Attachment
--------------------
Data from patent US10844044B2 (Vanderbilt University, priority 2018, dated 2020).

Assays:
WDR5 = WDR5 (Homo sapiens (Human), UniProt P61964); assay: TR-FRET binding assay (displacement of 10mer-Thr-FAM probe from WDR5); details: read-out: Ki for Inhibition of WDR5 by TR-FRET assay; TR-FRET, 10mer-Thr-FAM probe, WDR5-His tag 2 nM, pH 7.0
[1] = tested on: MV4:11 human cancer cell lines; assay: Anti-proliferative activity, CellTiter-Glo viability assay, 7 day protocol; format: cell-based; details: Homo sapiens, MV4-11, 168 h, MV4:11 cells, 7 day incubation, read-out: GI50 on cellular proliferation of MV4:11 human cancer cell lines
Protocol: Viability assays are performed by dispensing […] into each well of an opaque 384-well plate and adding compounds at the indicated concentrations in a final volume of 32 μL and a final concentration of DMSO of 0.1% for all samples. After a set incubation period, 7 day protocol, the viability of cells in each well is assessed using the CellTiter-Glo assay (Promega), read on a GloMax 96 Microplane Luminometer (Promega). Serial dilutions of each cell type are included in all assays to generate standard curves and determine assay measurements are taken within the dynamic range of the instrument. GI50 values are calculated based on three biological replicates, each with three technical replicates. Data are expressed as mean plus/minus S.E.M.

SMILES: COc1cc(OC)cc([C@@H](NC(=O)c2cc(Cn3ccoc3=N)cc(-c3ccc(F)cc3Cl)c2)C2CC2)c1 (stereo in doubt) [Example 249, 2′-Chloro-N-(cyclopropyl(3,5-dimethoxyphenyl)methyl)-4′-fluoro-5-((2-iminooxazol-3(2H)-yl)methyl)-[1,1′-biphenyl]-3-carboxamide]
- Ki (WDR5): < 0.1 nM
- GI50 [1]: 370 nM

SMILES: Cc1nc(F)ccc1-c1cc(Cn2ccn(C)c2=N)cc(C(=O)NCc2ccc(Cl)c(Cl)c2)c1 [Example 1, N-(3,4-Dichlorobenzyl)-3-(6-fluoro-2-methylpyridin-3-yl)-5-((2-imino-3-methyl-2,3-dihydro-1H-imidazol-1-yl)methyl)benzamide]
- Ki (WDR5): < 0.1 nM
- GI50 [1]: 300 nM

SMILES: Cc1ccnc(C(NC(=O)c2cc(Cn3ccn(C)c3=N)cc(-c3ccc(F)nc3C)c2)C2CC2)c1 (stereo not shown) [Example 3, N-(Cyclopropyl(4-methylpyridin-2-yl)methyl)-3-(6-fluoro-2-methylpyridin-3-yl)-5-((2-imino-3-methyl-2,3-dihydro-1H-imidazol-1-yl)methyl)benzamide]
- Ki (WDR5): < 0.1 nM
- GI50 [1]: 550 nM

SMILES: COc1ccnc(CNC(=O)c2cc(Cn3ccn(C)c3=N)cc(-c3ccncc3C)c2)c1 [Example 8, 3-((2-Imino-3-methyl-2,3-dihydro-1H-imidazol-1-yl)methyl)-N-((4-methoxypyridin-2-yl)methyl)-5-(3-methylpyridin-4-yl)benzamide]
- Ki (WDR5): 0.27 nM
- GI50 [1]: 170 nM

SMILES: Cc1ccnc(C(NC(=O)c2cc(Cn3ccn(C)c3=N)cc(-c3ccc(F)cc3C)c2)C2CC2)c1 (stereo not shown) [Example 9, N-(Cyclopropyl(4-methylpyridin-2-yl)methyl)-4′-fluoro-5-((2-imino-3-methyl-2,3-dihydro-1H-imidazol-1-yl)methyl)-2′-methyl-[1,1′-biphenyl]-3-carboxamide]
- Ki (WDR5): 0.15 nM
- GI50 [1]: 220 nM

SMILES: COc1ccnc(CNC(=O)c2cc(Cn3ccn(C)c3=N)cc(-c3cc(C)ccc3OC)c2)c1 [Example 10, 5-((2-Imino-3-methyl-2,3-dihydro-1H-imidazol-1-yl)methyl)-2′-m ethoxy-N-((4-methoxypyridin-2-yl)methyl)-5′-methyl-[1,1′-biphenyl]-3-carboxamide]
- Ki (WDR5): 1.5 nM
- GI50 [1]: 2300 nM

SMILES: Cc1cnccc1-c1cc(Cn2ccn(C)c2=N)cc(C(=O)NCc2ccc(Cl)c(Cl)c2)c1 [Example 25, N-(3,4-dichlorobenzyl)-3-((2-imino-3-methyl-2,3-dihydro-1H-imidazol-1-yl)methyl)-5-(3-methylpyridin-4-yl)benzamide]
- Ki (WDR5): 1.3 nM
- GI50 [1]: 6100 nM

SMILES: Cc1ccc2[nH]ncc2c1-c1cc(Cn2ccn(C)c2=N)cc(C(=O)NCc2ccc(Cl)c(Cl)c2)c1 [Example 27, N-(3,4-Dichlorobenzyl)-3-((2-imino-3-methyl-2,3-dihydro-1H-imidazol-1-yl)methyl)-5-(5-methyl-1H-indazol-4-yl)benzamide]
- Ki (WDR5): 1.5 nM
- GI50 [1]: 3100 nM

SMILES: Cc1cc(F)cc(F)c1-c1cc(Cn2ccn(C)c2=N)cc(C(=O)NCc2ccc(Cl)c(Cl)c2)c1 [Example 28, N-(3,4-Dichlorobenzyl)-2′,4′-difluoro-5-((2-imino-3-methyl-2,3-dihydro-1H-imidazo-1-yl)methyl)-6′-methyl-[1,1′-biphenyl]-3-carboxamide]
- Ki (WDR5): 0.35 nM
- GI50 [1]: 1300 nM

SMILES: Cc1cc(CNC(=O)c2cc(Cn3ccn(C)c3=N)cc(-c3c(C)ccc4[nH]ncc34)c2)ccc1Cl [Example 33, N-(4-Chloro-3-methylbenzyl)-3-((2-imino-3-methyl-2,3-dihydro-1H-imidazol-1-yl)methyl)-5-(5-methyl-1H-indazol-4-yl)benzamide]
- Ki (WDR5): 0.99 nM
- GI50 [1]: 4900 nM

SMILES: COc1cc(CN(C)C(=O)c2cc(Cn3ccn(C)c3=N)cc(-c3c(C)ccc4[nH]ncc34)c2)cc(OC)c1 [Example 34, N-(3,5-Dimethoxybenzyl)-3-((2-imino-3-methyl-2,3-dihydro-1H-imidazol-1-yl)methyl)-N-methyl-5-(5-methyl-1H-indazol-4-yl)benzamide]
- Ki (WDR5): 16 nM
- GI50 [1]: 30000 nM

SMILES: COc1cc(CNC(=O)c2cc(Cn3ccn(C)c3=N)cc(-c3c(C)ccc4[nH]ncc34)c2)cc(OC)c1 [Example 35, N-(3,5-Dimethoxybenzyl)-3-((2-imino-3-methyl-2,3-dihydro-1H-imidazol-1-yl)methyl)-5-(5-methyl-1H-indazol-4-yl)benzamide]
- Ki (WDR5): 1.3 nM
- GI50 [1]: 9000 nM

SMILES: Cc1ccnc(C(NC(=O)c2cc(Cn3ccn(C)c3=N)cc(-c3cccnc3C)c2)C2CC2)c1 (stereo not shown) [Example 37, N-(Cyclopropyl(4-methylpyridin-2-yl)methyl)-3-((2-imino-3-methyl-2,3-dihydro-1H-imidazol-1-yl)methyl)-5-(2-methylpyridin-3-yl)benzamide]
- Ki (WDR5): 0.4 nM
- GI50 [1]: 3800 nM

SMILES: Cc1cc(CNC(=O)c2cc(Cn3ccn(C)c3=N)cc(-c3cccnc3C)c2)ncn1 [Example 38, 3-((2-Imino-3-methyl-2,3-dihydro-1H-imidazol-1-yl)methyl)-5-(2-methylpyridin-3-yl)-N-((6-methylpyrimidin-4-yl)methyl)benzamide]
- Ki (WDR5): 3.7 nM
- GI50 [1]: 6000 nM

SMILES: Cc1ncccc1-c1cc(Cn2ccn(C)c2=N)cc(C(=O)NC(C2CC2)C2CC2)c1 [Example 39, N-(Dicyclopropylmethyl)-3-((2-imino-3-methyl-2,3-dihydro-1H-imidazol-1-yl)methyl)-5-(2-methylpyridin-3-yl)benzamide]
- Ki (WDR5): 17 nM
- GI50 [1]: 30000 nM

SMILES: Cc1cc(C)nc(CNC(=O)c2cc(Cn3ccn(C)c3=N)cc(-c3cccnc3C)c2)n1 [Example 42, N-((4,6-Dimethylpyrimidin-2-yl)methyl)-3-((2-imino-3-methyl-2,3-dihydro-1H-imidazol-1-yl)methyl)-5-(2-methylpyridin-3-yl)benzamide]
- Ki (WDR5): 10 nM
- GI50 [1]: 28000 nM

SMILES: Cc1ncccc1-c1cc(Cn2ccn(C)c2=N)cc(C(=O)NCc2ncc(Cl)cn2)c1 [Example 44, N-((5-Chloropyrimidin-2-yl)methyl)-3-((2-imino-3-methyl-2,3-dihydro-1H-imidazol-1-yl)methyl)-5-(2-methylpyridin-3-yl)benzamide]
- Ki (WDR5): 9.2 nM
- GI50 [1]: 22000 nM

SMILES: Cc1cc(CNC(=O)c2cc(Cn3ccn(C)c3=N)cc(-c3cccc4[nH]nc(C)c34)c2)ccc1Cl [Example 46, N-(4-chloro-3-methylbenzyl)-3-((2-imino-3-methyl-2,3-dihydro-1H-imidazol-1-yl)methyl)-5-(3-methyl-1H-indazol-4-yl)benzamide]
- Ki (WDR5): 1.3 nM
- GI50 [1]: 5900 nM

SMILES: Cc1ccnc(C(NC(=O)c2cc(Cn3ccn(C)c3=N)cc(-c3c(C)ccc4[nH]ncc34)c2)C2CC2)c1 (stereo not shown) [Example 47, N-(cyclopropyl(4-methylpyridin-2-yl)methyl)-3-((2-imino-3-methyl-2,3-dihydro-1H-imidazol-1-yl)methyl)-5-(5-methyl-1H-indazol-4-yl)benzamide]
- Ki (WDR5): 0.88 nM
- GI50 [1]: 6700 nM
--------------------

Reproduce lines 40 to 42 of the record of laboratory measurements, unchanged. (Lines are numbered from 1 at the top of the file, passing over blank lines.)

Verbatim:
- Ki (WDR5): 1.3 nM
- GI50 [1]: 9000 nM

SMILES: Cc1ccnc(C(NC(=O)c2cc(Cn3ccn(C)c3=N)cc(-c3cccnc3C)c2)C2CC2)c1 (stereo not shown) [Example 37, N-(Cyclopropyl(4-methylpyridin-2-yl)methyl)-3-((2-imino-3-methyl-2,3-dihydro-1H-imidazol-1-yl)methyl)-5-(2-methylpyridin-3-yl)benzamide]